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Canadian Respiratory Journal
Volume 14, Issue 4, Pages 212-216
Original Article

Admission is not Always Necessary for Patients with Community-Acquired Pneumonia in Risk Classes IV and V Diagnosed in the Emergency Room

TJ Marrie and JQ Huang

Department of Medicine, University of Alberta, Edmonton, Alberta, Canada

Copyright © 2007 Hindawi Publishing Corporation. This is an open access article distributed under the Creative Commons Attribution License, which permits unrestricted use, distribution, and reproduction in any medium, provided the original work is properly cited.


OBJECTIVE: To determine the factors that allow patients with community-acquired pneumonia who are at high risk of mortality (risk classes IV and V) to be treated at home.

DESIGN: A prospective, observational study.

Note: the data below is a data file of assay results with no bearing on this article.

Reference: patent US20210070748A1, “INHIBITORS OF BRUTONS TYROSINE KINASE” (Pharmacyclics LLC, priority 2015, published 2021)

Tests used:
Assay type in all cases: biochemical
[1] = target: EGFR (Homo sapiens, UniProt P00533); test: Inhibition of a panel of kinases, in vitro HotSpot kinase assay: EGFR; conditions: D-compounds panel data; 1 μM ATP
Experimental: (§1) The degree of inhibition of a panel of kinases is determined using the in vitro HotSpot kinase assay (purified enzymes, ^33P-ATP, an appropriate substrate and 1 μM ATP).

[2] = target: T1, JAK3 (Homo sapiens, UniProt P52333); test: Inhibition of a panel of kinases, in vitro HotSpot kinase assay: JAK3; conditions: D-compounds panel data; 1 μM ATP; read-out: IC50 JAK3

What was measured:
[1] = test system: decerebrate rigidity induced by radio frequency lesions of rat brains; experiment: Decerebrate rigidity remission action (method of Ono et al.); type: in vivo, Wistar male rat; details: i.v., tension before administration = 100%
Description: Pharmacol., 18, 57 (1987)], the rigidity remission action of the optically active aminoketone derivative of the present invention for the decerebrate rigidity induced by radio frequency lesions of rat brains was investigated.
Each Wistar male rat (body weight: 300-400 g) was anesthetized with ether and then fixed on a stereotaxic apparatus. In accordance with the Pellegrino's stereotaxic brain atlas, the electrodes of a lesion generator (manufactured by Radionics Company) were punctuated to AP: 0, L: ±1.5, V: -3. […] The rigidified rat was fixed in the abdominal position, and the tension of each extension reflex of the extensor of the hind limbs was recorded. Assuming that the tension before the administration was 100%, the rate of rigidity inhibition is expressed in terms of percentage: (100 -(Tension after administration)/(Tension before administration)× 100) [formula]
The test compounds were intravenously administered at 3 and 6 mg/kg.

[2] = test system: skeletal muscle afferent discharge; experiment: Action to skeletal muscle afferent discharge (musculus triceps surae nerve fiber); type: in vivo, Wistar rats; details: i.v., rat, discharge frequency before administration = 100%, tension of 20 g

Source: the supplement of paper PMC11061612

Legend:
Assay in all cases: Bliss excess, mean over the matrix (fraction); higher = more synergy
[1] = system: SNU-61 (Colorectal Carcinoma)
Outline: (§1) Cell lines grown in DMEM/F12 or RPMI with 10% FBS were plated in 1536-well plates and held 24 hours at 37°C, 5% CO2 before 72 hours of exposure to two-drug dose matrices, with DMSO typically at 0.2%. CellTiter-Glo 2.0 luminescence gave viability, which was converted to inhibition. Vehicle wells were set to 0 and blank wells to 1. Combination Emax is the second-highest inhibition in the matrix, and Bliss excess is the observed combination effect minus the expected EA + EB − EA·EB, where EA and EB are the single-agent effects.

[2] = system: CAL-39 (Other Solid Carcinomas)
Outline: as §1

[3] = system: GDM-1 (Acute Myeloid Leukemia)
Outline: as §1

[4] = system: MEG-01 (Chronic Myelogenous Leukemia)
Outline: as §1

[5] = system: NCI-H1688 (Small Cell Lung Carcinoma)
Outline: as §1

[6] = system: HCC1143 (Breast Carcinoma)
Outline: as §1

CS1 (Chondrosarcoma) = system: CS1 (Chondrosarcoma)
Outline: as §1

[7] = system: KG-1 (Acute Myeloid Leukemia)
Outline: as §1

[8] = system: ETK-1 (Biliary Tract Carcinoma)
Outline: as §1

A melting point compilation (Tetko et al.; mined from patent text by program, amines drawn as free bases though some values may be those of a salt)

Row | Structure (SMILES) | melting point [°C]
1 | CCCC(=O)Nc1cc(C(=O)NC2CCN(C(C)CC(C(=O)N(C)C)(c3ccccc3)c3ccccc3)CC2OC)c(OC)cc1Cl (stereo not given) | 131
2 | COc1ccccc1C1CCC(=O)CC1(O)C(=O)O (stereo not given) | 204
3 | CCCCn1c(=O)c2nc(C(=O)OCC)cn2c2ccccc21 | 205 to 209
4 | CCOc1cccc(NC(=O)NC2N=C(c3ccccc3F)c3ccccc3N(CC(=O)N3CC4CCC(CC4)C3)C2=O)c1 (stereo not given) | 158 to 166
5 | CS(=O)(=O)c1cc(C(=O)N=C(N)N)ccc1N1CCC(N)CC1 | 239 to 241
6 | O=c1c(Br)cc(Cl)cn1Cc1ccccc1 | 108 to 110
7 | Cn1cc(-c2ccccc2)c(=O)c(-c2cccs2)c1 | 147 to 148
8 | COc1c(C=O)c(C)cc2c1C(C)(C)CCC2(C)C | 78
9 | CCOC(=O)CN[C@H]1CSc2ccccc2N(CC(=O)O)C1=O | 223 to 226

SETTING: Six hospitals and one free-standing emergency room in Edmonton, Alberta.

PARTICIPANTS: The present study included 2354 patients in risk classes IV and V who had a diagnosis of pneumonia made by an emergency room physician or an internist.

MEASUREMENTS: Symptoms, signs and laboratory findings, as well as outcome measures of length of stay and mortality.

RESULTS: Of the total study group, 319 of the patients (13.5%) were treated on an ambulatory basis. Factors predictive of admission were definite or possible pneumonia on chest radiograph as read by a radiologist, functional impairment, altered mental status, substance abuse, psychiatric disorder, abnormal white blood cell count, abnormal lymphocyte count, oxygen saturation less than 90% and antibiotic administration in the week before admission. If chest pain was present, admission was less likely. Only two of the 319 patients required subsequent admission (both had positive blood cultures) and only two died.

CONCLUSIONS: A substantial number of patients in risk classes IV and V can be safely treated at home. Factors that help clinicians to select this subset of patients are discussed.